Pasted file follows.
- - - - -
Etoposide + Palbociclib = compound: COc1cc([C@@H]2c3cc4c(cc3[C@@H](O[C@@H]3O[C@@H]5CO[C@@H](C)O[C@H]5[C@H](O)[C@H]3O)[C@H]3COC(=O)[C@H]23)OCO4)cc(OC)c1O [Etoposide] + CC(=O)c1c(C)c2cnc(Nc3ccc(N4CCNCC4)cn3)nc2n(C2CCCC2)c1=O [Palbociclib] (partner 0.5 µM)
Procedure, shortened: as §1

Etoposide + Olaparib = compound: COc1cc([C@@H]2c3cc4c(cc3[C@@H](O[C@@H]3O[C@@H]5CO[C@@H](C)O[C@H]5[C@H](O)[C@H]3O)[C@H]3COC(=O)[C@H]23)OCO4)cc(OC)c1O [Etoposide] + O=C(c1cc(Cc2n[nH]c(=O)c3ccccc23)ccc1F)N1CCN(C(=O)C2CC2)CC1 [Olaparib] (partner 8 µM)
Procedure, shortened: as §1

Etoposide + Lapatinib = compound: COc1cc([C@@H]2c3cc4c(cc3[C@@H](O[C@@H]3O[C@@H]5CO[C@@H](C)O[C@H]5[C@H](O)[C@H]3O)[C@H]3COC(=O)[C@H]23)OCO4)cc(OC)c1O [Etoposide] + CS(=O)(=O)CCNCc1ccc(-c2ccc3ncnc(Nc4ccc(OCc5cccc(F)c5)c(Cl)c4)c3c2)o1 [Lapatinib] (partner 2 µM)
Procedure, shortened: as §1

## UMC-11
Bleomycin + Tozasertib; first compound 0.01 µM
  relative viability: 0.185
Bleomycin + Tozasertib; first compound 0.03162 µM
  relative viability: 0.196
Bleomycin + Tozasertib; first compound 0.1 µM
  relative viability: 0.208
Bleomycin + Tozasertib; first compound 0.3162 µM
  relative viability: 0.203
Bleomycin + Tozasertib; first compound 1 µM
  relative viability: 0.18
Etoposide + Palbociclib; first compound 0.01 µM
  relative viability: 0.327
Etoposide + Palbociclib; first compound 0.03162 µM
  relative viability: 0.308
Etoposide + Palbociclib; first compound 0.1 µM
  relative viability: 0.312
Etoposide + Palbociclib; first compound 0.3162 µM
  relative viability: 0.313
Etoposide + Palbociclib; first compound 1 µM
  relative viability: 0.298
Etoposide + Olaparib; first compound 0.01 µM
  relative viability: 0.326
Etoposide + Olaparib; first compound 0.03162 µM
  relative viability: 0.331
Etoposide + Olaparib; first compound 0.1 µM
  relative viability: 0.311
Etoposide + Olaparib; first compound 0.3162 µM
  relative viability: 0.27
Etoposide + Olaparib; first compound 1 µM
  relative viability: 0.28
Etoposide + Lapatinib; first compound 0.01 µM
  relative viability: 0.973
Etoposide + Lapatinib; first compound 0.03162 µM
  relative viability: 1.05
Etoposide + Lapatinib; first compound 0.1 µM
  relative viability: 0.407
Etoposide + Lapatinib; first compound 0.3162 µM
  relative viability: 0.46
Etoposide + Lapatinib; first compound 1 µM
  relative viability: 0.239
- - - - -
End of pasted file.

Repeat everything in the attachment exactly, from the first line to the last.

Etoposide + Palbociclib = compound: COc1cc([C@@H]2c3cc4c(cc3[C@@H](O[C@@H]3O[C@@H]5CO[C@@H](C)O[C@H]5[C@H](O)[C@H]3O)[C@H]3COC(=O)[C@H]23)OCO4)cc(OC)c1O [Etoposide] + CC(=O)c1c(C)c2cnc(Nc3ccc(N4CCNCC4)cn3)nc2n(C2CCCC2)c1=O [Palbociclib] (partner 0.5 µM)
Procedure, shortened: as §1

Etoposide + Olaparib = compound: COc1cc([C@@H]2c3cc4c(cc3[C@@H](O[C@@H]3O[C@@H]5CO[C@@H](C)O[C@H]5[C@H](O)[C@H]3O)[C@H]3COC(=O)[C@H]23)OCO4)cc(OC)c1O [Etoposide] + O=C(c1cc(Cc2n[nH]c(=O)c3ccccc23)ccc1F)N1CCN(C(=O)C2CC2)CC1 [Olaparib] (partner 8 µM)
Procedure, shortened: as §1

Etoposide + Lapatinib = compound: COc1cc([C@@H]2c3cc4c(cc3[C@@H](O[C@@H]3O[C@@H]5CO[C@@H](C)O[C@H]5[C@H](O)[C@H]3O)[C@H]3COC(=O)[C@H]23)OCO4)cc(OC)c1O [Etoposide] + CS(=O)(=O)CCNCc1ccc(-c2ccc3ncnc(Nc4ccc(OCc5cccc(F)c5)c(Cl)c4)c3c2)o1 [Lapatinib] (partner 2 µM)
Procedure, shortened: as §1

## UMC-11
Bleomycin + Tozasertib; first compound 0.01 µM
  relative viability: 0.185
Bleomycin + Tozasertib; first compound 0.03162 µM
  relative viability: 0.196
Bleomycin + Tozasertib; first compound 0.1 µM
  relative viability: 0.208
Bleomycin + Tozasertib; first compound 0.3162 µM
  relative viability: 0.203
Bleomycin + Tozasertib; first compound 1 µM
  relative viability: 0.18
Etoposide + Palbociclib; first compound 0.01 µM
  relative viability: 0.327
Etoposide + Palbociclib; first compound 0.03162 µM
  relative viability: 0.308
Etoposide + Palbociclib; first compound 0.1 µM
  relative viability: 0.312
Etoposide + Palbociclib; first compound 0.3162 µM
  relative viability: 0.313
Etoposide + Palbociclib; first compound 1 µM
  relative viability: 0.298
Etoposide + Olaparib; first compound 0.01 µM
  relative viability: 0.326
Etoposide + Olaparib; first compound 0.03162 µM
  relative viability: 0.331
Etoposide + Olaparib; first compound 0.1 µM
  relative viability: 0.311
Etoposide + Olaparib; first compound 0.3162 µM
  relative viability: 0.27
Etoposide + Olaparib; first compound 1 µM
  relative viability: 0.28
Etoposide + Lapatinib; first compound 0.01 µM
  relative viability: 0.973
Etoposide + Lapatinib; first compound 0.03162 µM
  relative viability: 1.05
Etoposide + Lapatinib; first compound 0.1 µM
  relative viability: 0.407
Etoposide + Lapatinib; first compound 0.3162 µM
  relative viability: 0.46
Etoposide + Lapatinib; first compound 1 µM
  relative viability: 0.239